Understanding Gamma Delta T Cell Function in Cancers

PhD Project 2021

Supervisor: Dr Lisa Mielke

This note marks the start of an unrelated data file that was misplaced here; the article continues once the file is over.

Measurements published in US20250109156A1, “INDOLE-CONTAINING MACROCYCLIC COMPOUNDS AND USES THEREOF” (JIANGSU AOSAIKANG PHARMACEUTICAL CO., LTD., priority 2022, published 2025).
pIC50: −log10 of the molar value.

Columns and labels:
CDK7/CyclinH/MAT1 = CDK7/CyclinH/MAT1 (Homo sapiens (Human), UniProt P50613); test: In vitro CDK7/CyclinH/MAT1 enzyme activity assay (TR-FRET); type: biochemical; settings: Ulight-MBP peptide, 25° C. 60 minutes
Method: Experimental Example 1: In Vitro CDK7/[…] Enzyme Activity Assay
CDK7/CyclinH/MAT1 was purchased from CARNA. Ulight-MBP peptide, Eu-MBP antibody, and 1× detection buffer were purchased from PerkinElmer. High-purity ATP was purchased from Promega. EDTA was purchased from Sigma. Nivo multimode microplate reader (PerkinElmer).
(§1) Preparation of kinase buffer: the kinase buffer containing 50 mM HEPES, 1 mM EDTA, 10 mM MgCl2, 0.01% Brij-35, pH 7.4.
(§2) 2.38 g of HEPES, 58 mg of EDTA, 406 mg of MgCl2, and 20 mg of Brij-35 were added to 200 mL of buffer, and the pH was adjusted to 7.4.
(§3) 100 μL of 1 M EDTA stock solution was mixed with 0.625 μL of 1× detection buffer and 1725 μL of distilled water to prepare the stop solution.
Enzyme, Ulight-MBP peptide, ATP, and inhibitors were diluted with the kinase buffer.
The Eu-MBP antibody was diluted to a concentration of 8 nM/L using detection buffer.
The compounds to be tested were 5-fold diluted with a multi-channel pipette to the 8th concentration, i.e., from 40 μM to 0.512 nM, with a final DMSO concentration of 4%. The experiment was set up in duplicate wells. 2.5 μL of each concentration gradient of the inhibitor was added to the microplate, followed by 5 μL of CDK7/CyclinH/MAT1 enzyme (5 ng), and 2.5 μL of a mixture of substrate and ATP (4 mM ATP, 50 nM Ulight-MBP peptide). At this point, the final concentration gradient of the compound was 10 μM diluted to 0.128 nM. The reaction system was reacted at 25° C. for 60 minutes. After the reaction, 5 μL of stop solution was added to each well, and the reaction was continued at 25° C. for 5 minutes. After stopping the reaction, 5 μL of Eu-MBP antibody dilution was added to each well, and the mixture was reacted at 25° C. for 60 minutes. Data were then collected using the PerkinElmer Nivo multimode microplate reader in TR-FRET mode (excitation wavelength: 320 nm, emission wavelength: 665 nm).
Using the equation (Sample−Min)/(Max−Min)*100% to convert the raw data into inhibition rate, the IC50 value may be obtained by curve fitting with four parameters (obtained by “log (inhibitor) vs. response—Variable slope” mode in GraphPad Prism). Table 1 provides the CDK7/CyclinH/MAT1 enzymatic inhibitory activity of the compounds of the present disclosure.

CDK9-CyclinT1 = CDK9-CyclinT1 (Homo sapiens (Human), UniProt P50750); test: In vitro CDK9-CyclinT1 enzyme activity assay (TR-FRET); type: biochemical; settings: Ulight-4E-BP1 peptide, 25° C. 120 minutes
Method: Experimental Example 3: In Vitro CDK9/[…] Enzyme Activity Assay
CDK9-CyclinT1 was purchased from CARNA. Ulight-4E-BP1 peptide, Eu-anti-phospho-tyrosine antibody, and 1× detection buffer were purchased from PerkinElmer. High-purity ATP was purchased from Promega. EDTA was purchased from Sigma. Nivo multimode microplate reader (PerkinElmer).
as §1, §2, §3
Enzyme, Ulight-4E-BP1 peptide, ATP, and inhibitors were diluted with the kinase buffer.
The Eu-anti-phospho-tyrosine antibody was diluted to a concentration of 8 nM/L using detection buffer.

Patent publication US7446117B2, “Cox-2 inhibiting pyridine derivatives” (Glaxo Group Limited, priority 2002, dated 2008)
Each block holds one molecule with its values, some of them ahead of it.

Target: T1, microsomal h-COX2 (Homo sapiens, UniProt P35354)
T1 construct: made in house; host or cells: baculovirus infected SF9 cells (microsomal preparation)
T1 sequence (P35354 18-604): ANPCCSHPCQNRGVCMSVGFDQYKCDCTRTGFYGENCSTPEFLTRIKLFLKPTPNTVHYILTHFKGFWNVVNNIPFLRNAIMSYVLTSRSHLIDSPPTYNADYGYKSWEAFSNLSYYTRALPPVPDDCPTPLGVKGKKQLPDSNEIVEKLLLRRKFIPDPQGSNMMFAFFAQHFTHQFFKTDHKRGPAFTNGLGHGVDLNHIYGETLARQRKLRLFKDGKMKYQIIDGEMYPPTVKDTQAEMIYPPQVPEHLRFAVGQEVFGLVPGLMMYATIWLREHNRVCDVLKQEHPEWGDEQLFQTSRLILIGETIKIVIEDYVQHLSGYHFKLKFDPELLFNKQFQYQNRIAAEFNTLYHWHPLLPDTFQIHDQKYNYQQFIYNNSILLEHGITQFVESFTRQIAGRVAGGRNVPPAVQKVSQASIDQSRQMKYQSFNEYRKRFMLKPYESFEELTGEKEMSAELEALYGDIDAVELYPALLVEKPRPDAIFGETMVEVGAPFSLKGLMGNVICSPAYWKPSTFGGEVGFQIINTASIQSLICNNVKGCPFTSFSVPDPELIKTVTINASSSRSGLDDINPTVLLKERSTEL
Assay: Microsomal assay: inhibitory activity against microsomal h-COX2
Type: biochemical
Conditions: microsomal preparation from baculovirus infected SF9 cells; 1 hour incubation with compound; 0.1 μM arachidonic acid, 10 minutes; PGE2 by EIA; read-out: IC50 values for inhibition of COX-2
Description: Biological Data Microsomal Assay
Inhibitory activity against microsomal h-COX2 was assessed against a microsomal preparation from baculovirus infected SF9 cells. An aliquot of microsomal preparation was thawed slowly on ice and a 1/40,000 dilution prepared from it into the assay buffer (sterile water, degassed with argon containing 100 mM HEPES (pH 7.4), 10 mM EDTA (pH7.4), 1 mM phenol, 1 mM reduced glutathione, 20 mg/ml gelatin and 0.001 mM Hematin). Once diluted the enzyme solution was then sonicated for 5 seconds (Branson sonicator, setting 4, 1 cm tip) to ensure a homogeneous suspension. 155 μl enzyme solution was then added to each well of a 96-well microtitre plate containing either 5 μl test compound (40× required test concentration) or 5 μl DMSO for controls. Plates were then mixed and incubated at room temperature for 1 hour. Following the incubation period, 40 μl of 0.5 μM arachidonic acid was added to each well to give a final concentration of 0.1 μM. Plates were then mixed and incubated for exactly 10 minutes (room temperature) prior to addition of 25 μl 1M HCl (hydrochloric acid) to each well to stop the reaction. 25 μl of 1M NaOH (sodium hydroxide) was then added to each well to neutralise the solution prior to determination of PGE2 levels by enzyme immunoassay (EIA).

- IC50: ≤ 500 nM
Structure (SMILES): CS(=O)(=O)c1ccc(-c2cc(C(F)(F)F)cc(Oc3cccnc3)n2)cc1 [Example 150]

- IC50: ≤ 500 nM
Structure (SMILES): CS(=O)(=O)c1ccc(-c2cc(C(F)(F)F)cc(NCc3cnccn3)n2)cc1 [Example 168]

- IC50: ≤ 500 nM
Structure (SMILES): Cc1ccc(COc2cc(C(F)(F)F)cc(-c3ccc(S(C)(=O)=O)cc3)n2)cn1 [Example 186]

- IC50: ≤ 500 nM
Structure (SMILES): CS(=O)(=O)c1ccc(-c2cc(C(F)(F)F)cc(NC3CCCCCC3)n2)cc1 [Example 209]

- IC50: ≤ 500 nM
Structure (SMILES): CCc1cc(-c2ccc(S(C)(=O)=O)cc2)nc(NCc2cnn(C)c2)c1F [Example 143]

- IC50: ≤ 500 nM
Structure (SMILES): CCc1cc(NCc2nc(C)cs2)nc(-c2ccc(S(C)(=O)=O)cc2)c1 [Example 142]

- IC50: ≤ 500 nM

The Mucosal Immunology and Cancer Laboratory focuses on identifying new immune targets that can be explored to develop novel therapeutics to treat bowel cancer. We study heterogeneous populations of T cells, known as intraepithelial lymphocytes (IELs) that are unique to the gastrointestinal tract. Our preliminary studies show that one population of IELs, known as gamma delta T cells, play a protective role in preventing development and progression of bowel cancer. We are working closely with the Tumour Immunology Laboratory that shares an interest in therapeutically exploiting gamma-delta T cell subsets in multiple cancer types. In this project we will collaboratively study a range of surface receptors and cell-cell crosstalk molecules predicted to modify the function of gamma delta T cells and their ability to engage other immune cell subsets and prevent cancer growth and metastasis. We will study the role of these molecules in gamma delta T cell function, in disease models and patient samples. We will use various techniques including flow cytometry, immunofluorescent microscopy and single cell RNA sequencing. We will determine if gamma delta T cell surface receptor expression can be exploited therapeutically to limit bowel cancer progression. Please contact lisa.mielke@onjcri.org.au for more information about this project and entry requirements for study with La Trobe University and the Olivia Newton-John Cancer Research Institute.